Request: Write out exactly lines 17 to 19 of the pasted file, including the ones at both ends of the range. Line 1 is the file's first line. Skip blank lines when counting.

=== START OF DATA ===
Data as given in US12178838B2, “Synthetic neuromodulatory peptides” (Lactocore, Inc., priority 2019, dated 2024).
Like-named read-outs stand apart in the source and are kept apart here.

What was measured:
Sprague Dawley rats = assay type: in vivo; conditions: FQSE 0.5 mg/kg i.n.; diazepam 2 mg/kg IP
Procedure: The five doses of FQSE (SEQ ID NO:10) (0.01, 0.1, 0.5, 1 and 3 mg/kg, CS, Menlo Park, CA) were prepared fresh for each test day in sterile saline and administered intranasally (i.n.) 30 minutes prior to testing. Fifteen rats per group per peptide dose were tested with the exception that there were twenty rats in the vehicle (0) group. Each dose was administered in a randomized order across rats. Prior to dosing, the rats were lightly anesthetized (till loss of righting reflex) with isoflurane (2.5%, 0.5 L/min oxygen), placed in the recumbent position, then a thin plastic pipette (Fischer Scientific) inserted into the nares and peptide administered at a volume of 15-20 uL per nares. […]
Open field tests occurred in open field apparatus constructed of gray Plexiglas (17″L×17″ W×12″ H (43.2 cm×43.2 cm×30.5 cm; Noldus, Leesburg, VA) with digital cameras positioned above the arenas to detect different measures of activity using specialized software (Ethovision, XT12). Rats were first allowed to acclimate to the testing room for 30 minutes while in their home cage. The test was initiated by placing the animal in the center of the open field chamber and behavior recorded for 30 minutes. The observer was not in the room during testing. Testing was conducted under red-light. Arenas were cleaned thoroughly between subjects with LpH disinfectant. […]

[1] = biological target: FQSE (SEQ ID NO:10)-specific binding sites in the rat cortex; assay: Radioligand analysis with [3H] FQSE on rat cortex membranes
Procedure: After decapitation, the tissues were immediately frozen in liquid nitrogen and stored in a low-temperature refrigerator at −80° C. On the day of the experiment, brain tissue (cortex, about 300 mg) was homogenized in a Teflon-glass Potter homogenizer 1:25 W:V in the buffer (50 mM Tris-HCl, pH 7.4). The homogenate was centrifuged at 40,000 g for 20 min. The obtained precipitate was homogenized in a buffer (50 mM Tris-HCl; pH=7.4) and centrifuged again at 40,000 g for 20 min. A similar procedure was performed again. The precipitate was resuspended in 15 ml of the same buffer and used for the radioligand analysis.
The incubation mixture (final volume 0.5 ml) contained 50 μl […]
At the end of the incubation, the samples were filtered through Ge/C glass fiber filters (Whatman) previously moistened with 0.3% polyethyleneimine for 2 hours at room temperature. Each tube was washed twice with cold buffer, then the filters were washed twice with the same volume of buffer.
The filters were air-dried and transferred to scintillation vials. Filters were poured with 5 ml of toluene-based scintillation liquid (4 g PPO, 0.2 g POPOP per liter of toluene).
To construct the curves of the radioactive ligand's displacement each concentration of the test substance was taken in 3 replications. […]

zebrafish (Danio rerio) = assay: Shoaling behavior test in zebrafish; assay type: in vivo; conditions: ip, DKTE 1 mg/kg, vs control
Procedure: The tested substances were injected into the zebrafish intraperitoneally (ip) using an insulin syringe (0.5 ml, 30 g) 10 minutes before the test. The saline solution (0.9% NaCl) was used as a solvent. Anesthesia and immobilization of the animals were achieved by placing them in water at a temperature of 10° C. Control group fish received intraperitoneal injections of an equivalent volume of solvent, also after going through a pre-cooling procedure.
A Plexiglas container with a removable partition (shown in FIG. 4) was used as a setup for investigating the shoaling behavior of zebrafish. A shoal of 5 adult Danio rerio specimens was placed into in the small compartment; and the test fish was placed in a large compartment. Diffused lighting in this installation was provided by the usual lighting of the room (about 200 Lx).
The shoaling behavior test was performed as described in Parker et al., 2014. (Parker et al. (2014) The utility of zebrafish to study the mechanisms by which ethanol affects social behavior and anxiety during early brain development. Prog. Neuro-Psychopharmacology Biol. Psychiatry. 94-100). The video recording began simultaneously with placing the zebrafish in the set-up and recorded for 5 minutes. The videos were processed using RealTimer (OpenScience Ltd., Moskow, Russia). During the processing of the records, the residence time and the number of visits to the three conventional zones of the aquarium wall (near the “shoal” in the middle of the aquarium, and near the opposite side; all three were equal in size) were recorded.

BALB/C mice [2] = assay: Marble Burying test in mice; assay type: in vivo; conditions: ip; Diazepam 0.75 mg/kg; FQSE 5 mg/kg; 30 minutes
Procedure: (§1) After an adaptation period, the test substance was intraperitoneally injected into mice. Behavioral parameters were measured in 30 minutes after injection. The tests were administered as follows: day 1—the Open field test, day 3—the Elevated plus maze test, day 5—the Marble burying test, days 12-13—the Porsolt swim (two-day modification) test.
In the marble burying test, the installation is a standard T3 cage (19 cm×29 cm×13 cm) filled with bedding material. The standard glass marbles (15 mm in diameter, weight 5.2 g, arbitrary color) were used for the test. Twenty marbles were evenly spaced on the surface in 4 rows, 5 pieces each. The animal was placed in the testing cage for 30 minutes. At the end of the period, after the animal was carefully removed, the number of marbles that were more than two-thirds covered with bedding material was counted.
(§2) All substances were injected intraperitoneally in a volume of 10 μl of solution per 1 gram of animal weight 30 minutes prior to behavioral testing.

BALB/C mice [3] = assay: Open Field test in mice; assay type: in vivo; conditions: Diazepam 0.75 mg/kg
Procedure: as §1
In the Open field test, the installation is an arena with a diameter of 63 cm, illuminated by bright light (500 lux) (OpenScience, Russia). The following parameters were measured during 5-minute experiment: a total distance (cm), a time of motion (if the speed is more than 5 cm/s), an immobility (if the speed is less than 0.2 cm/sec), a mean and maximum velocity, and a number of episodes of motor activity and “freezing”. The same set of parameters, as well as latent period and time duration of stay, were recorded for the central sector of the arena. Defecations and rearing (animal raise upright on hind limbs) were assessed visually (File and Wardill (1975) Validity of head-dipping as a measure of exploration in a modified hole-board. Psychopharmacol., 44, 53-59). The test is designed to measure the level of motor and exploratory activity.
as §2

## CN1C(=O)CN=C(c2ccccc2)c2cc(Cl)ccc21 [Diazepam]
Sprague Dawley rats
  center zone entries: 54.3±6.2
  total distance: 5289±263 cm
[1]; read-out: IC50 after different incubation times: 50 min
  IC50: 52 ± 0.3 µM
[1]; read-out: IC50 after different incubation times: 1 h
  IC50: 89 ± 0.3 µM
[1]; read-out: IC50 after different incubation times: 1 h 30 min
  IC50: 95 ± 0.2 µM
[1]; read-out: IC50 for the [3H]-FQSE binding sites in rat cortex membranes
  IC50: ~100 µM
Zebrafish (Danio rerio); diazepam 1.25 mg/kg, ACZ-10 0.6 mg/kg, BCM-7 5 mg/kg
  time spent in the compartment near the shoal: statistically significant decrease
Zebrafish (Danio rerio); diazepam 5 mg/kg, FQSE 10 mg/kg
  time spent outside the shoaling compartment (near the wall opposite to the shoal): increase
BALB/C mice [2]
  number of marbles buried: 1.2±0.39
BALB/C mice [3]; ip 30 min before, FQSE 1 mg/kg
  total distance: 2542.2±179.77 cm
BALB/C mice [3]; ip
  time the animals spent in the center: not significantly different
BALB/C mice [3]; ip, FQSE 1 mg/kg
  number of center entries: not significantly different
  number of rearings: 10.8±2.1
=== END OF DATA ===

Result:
BALB/C mice [2] = assay: Marble Burying test in mice; assay type: in vivo; conditions: ip; Diazepam 0.75 mg/kg; FQSE 5 mg/kg; 30 minutes
Procedure: (§1) After an adaptation period, the test substance was intraperitoneally injected into mice. Behavioral parameters were measured in 30 minutes after injection. The tests were administered as follows: day 1—the Open field test, day 3—the Elevated plus maze test, day 5—the Marble burying test, days 12-13—the Porsolt swim (two-day modification) test.
In the marble burying test, the installation is a standard T3 cage (19 cm×29 cm×13 cm) filled with bedding material. The standard glass marbles (15 mm in diameter, weight 5.2 g, arbitrary color) were used for the test. Twenty marbles were evenly spaced on the surface in 4 rows, 5 pieces each. The animal was placed in the testing cage for 30 minutes. At the end of the period, after the animal was carefully removed, the number of marbles that were more than two-thirds covered with bedding material was counted.